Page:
Image from National Speakers' Bureau
Kim Campbell, Canada's 19th Prime Minister, was born about as far west as you can get, in Port Alberni, BC. She attended St. Anne's Academy, a Roman Catholic boarding school in Victoria.
A lady of firsts, at age ten, Kim was interviewing guests and moderating panels for a 9-week Junior TV series. Later, at Prince of Wales Secondary School in Vancouver, she became the first female Student Council president. At UBC in 1964, she was the first female Frosh president, and later became the second vice president of the Alma Mater Society.
In 1969, Campbell graduated from UBC with an Honours degree in Political Science, and a year later, she was taking Soviet Studies and learning Russian at the London School of Economics. It was here that she began to consider herself a "philosophical conservative."
In 1980 Kim Campbell began her legal studies, emerging from UBC three years later with an LLB. Before entering politics, she was a lecturer at UBC and VCC and a CBC radio correspondent. In the mid-eighties, she became Executive Director of the Premier's office for Bill Bennett.
Her own political career began at the Municipal level, as a Vancouver School Board trustee. She then ran for the BC Social Credit party, and lost. When she ran for the party leadership, she was defeated by Bill Vander Zalm, who became Premier.
In 1986, Campbell was elected and became the Social Credit MLA for Vancouver-Point-Grey and joined the majority Socreds in the BC legislature. In 1988, she moved to federal politics, representing the riding of Vancouver Centre following the "free trade election," which returned Mulroney to power with a second majority.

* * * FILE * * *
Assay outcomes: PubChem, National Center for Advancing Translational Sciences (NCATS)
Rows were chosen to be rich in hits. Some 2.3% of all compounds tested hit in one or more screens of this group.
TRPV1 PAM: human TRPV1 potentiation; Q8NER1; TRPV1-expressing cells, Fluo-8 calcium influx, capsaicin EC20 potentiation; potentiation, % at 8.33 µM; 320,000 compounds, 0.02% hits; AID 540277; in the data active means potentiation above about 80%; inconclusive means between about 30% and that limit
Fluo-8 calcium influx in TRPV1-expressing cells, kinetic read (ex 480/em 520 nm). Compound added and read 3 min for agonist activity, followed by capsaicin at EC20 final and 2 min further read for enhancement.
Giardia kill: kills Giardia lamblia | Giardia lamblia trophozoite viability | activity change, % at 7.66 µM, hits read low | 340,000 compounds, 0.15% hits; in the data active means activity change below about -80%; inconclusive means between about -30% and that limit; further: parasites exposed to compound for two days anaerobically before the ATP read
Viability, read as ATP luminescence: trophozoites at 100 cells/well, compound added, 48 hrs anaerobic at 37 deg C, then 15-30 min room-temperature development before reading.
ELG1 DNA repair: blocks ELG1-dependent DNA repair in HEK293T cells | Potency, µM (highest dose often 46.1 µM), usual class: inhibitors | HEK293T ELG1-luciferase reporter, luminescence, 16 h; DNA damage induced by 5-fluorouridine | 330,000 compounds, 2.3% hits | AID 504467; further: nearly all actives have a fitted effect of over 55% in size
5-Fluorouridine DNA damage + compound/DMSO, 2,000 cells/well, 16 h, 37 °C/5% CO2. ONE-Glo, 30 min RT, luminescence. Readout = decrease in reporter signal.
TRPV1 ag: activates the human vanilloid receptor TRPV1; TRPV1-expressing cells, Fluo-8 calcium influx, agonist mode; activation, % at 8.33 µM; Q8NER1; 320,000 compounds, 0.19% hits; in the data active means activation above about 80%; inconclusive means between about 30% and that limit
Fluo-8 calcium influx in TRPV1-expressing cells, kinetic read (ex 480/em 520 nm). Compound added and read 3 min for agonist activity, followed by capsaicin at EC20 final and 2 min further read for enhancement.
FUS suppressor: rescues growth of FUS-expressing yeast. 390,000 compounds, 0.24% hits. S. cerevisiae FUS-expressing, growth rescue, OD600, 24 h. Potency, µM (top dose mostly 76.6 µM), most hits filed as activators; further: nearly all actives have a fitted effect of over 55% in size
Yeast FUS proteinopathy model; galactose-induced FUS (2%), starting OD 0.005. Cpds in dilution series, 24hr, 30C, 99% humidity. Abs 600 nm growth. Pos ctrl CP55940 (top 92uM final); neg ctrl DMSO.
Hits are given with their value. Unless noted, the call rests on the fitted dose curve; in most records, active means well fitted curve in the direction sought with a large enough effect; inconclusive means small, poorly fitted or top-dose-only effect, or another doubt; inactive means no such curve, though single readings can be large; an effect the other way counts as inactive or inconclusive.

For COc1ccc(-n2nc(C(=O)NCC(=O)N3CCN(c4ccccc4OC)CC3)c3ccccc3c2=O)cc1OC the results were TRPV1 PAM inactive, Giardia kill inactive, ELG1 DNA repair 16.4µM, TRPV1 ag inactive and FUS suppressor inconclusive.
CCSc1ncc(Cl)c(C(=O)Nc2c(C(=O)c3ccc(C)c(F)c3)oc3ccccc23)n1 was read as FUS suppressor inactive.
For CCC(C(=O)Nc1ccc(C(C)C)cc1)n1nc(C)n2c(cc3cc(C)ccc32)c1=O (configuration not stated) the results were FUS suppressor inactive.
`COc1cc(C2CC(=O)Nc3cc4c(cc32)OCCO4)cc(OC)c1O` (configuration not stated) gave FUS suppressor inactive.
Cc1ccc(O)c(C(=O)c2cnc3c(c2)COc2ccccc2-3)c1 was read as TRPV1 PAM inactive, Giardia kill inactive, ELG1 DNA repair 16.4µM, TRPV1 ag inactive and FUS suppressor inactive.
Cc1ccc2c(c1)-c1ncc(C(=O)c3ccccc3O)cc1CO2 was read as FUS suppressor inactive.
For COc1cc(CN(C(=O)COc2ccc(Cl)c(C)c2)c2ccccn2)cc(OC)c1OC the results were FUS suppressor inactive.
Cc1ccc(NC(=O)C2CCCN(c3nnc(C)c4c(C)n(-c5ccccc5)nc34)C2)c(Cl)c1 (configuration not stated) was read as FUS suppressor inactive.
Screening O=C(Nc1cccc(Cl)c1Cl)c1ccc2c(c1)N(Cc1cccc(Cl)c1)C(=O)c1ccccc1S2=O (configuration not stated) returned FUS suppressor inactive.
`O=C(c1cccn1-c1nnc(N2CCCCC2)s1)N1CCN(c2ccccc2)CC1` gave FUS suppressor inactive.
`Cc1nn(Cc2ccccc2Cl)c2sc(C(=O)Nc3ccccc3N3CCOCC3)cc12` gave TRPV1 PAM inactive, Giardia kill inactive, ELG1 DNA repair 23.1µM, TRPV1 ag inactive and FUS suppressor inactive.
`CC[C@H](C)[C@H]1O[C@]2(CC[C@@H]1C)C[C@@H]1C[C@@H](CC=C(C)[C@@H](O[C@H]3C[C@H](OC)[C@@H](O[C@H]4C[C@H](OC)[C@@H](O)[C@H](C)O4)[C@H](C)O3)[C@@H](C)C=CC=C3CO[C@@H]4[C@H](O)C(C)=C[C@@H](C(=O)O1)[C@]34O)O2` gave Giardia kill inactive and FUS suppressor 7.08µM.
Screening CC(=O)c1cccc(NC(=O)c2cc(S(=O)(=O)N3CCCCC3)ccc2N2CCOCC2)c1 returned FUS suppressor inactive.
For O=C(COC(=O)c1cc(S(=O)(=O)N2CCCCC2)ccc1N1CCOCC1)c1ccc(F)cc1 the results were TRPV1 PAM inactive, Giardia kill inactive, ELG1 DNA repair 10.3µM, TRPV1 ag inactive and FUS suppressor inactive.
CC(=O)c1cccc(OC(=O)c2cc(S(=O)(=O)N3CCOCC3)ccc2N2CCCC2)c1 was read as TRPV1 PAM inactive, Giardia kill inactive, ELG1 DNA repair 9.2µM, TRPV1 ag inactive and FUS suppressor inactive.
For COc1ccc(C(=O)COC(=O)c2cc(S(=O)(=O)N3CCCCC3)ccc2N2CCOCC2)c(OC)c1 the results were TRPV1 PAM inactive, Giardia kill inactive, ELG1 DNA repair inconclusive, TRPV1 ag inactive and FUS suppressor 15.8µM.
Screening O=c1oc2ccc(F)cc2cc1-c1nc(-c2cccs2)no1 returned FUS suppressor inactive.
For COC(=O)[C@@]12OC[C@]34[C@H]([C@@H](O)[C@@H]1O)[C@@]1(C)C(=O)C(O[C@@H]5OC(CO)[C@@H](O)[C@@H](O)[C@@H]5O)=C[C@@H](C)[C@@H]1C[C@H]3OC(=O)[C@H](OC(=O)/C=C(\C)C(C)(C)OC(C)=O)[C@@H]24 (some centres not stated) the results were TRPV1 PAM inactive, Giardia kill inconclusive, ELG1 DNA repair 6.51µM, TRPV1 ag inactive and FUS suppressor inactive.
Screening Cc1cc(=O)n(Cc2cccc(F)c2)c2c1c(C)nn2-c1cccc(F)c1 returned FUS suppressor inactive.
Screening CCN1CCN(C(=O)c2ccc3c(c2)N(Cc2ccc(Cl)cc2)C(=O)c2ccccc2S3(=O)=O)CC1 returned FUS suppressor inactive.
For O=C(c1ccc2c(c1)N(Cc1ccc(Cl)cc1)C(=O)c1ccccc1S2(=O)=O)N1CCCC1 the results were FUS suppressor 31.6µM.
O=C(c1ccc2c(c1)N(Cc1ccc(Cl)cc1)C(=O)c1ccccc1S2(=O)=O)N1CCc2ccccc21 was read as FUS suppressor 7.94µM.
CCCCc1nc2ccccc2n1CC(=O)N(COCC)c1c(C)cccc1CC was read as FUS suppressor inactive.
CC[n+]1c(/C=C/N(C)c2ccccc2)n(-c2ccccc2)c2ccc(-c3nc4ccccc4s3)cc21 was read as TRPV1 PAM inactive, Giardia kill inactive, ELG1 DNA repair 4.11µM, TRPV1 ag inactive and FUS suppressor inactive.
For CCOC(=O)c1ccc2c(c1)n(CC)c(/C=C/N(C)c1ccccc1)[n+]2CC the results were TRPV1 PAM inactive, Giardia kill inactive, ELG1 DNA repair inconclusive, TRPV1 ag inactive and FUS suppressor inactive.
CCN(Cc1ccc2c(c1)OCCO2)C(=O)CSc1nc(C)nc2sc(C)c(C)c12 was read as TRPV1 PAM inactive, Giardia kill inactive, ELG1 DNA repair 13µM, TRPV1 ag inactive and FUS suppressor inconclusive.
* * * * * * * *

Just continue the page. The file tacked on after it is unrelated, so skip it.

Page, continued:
In 1989-90 Campbell was Minister of State for Indian Affairs and Northern Development; in 1990, she became Minister of Justice and Attorney General of Canada, the first woman to hold that post. In 1993, she became the first female Minister of National Defence and Veterans' Affairs.
When Mulroney retired in early 1993, the Conservative mandate was nearly over and there was little time to prepare for an election. Though Mulroney backed Jean Charest in the leadership bid, Campbell won and in June she became the Prime Minister, another first.
But this was a first that did not last: in the September election Campbell lost her seat and the Conservative presence in Parliament was reduced to two seats. Only Elsie Wayne from Nova Scotia and Jean Charest from Quebec were left from the old party, For Kim Campbell, her stint as Prime Minister had been literally a summer job.
Jean Chretien, the incoming Prime Minister, allowed Ms. Campbell some time to organize her departure from parliament, and later assigned her to a post in Los Angeles as Canadian Consul-General. This was another first: Campbell was the first ex-PM to be given a diplomatic post.
Since her departure from that position, Campbell has taught at Harvard and chaired the Club of Madrid, as well as the Council of Women World Leaders and the International Women's Forum.
Kim Campbell has been given many honorary degrees and other awards. For a lifetime of outstanding achievement, merit and service, she was made a Companion of the Order of Canada in 2010.